Let’s take a look at an example where we’ll use the NAND operator to check for two specific conditions. This example code checks to see if a person is under the age of 18 and if they don’t have a valid drivers’ licence.

The NAND operator is used to check if both conditions are false. If we were to break down the NAND operator in code, it would look like this: Nand Operator= operand1 NAND operand2; In this example, both operands are evaluated to determine if the condition is false.

An operand is simply a value used in a programming operation, such as an age or a licence number. If both operands are false, the NAND operator returns a value of true.

XOR Operator – logical operators in java

The XOR operator is used to check for two conditions where one is true and the other is false. It returns true if one condition is true and returns false if both conditions are false. Let’s take a look at an example where we’ll use the XOR operator to check for two specific conditions.

This example code checks to see if a person is under the age of 18 and if they don’t have a valid drivers’ licence. The XOR operator is used to check if one condition is true and the other is false.

If we were to break down the XOR operator in code, it would look like this: Xor Operator= operand1 XOR operand2; In this example, both operands are evaluated to determine if the condition is true or false.

An operand is simply a value used in a programming operation, such as an age or a licence number. If one of the operands is true and the other is false, the XOR operator returns a value of true.

Co-incidence Operators – logical operators in java

The co-incidence operators (&&) and (||) are used to check for two conditions where both are true or both are false. The difference between these two operators is that the && operator returns false if the two conditions are both true or both false, whereas the || operator returns true in those cases.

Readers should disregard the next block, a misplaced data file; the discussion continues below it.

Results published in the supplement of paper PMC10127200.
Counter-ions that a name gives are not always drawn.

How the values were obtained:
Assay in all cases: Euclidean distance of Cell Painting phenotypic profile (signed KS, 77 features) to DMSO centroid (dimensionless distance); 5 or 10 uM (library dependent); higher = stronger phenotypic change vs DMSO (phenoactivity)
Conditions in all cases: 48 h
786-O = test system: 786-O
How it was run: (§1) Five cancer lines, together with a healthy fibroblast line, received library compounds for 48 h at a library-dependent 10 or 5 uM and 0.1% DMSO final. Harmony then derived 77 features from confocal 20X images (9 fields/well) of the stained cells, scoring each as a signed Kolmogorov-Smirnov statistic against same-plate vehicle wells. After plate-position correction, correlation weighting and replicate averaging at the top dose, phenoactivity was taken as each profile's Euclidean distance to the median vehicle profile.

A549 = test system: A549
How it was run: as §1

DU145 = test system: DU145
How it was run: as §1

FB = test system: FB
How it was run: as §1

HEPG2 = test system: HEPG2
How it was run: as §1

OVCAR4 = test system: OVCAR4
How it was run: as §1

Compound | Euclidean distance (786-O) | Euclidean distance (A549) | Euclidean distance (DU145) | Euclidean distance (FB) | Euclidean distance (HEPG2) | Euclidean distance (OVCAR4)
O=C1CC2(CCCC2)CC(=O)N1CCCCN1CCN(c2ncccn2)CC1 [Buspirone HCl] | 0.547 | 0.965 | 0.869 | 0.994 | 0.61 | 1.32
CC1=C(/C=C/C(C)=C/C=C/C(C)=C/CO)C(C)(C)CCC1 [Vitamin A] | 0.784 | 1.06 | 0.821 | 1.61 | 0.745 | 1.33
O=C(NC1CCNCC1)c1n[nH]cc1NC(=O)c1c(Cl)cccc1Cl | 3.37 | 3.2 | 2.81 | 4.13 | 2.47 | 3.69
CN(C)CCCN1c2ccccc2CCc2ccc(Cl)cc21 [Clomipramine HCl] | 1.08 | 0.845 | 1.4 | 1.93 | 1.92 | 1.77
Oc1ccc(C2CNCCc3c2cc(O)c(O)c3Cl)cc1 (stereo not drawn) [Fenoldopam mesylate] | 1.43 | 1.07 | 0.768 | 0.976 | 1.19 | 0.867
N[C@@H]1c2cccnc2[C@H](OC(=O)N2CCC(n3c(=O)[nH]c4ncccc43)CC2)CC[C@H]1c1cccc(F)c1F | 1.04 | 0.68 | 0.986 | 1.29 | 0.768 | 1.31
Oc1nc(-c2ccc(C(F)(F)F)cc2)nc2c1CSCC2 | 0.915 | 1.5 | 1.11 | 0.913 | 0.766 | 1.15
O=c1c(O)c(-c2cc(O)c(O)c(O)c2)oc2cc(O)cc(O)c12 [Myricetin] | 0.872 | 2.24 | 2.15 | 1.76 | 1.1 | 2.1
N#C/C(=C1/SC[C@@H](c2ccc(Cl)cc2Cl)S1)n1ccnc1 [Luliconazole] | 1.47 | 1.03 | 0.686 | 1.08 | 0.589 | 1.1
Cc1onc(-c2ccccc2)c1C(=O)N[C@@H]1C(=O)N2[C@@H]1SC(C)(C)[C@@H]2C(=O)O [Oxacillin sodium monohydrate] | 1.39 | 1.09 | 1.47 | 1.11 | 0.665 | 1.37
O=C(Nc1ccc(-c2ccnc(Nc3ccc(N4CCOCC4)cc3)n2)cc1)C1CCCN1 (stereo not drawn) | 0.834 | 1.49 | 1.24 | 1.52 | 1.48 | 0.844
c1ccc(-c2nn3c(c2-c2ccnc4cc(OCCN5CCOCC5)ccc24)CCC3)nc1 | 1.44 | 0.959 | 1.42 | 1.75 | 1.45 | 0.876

Let’s take a look at an example where we’ll use the co-incidence operators to check for two specific conditions. This example code checks to see if a person is under the age of 18 and if they don’t have a valid drivers’ licence.

The co-incidence operators are used to check if both conditions are true. If we were to break down the co-incidence operators in code, it would look like this: Co-incidence Operator= operand1 && operand2; In this example, both operands are evaluated to determine if the condition is true or false.

An operand is simply a value used in a programming operation, such as an age or a licence number. If both conditions are true, the co-incidence operators return a value of true.

Conditional Operator – logical operators in java

The conditional operator (?!) is used to check for two conditions where one is true and one is false. If the first condition is true, it will return the first operand. If the first condition is false and the second is true, it will return the second operand.

If both conditions are false, it will return a value of false. Let’s take a look at an example where we’ll use the conditional operator to check for two specific conditions.

This example code checks to see if a person is under the age of 18 and if they don’t have a valid drivers’ licence. The conditional operator is used to check if both conditions are true or false.

If we were to break down the conditional operator in code, it would look like this: Conditional Operator= operand1 ? operand2 : operand3;

In this example, both operands are evaluated to determine if the condition is true or false. An operand is simply a value used in a programming operation, such as an age or a licence number. If the first condition is true, the conditional operator will return the first operand. If the first